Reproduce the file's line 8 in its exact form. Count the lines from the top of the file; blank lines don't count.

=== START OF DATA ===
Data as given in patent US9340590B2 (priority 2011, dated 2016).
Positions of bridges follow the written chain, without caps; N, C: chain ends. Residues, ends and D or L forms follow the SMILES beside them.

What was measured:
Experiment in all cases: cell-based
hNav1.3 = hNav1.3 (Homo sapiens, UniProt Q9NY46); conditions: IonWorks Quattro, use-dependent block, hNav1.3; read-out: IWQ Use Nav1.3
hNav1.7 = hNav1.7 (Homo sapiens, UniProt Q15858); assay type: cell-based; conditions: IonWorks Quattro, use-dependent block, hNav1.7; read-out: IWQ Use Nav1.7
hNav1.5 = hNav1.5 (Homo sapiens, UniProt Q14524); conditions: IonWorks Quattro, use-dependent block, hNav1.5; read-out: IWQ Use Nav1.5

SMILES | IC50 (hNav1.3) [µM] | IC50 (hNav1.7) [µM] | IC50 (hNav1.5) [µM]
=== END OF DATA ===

SMILES | IC50 (hNav1.3) [µM] | IC50 (hNav1.7) [µM] | IC50 (hNav1.5) [µM]